The research and development tax credit is a great way for start-ups to receive funding for their R&D costs. If your claim qualifies, you will be able to get back almost one-third of your total spend.
But it can be confusing completing your claim. That’s why we’ve put together this post to give you R&D tax credit guidance on what expenditure qualifies for a claim.
Anne Rose, Head of Tax at Burgis & Bullock, runs through who qualifies and what expenditure can be included in a claim for R&D tax credit in this blog.
What is R&D tax credit?
The research and development tax credit was put in place by the UK government as an incentive for companies to undertake activities that will help them innovate and grow.
Unlike other business expenses, such as marketing or office space rental, R&D costs can be used to generate a cash payment from HMRC.
The scheme rewards innovative behaviour and companies that are seeking to develop new products, processes and technologies.
There are two schemes, the SME scheme and the Large company scheme, with the SME scheme being the most generous.
Who qualifies for R&D tax credit?
To qualify for R&D tax credit the business first of all has to be a company, it cannot be a sole trader or a partnership. Any company that is doing innovative work has a right to claim for this tax relief.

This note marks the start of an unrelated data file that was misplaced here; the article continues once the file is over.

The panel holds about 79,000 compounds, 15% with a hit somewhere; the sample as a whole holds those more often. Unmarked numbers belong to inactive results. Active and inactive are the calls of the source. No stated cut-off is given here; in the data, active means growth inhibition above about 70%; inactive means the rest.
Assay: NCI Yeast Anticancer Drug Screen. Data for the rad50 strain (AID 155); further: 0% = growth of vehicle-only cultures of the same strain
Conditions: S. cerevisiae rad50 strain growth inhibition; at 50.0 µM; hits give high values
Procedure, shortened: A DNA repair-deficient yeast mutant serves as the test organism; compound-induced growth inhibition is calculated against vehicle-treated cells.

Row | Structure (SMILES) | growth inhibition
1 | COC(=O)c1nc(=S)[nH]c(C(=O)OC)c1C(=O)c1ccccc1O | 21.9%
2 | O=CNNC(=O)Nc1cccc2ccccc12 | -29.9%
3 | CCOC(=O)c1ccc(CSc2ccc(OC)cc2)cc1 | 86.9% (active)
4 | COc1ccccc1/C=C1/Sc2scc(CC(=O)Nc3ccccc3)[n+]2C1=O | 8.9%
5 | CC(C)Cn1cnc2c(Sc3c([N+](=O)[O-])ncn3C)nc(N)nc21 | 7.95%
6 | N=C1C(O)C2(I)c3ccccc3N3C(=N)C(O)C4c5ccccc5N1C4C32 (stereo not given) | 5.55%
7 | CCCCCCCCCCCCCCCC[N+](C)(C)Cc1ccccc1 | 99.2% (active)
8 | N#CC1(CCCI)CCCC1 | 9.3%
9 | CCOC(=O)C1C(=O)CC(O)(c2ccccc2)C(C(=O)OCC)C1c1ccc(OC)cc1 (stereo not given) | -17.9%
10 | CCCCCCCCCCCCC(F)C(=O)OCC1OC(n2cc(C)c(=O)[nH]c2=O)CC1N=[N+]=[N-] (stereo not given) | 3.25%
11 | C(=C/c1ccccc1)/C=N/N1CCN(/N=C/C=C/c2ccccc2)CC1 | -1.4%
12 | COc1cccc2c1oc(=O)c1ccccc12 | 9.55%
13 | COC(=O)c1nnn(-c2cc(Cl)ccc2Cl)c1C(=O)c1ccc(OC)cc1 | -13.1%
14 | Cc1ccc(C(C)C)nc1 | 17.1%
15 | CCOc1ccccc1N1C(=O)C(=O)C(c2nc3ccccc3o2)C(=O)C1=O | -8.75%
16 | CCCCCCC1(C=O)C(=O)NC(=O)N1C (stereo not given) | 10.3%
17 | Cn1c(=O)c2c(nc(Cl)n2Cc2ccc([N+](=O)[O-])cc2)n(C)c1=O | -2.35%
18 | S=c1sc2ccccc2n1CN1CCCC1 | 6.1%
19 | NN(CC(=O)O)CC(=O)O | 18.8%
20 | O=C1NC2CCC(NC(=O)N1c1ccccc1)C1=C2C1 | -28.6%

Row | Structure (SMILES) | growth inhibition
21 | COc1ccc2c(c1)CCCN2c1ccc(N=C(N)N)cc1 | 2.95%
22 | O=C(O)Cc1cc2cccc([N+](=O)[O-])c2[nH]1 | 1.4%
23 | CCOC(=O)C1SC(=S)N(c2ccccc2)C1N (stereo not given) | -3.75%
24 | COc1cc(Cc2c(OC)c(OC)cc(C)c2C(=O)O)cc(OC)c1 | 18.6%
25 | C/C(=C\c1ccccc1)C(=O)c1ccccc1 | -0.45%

You can only start to claim when you have incurred qualifying costs!
Here are the three main qualifying criteria you need to hit:
- Must be performing qualifying research and development activities
- Qualifying research is defined as an activity that has the potential to contribute to increasing industry knowledge about a technological advance.
- This includes any process involving experimentation, exploration, creation or invention where there is no certainty whether any results will be achieved
One particular aspect that can cause difficulty is that you can only include expenditure which is incurred after when HMRC would agree you have started an R&D project and before it finishes by HMRC guidelines.
Businesses often want to include everything from the minute they have a first thought about something, but HMRC will say you can only claim after you have assessed your goals, how you are going to get there and identified the technical difficulties in doing so.
You can claim from then up to when you have figured out how to achieve your goal and then the claim stops before production level.
What expenditure qualifies for R&D tax credit?
1) Staff and people costs
Staff costs can be included for employees’ time directly related to the R&D projects, as well as in limited cases for those performing qualifying indirect activities.
Businesses should look at their employees and consider which of them have been directly involved with R&D activity.
From there, you are then allowed to claim for the percentage of time they have spent on the project.
Realistically, no employee will be spending 100 per cent of their time on the R&D project – for example the managing director may spend a relatively low percentage of time in that area.
For the year you should look at the gross salary costs, employer’s National Insurance/pension contributions.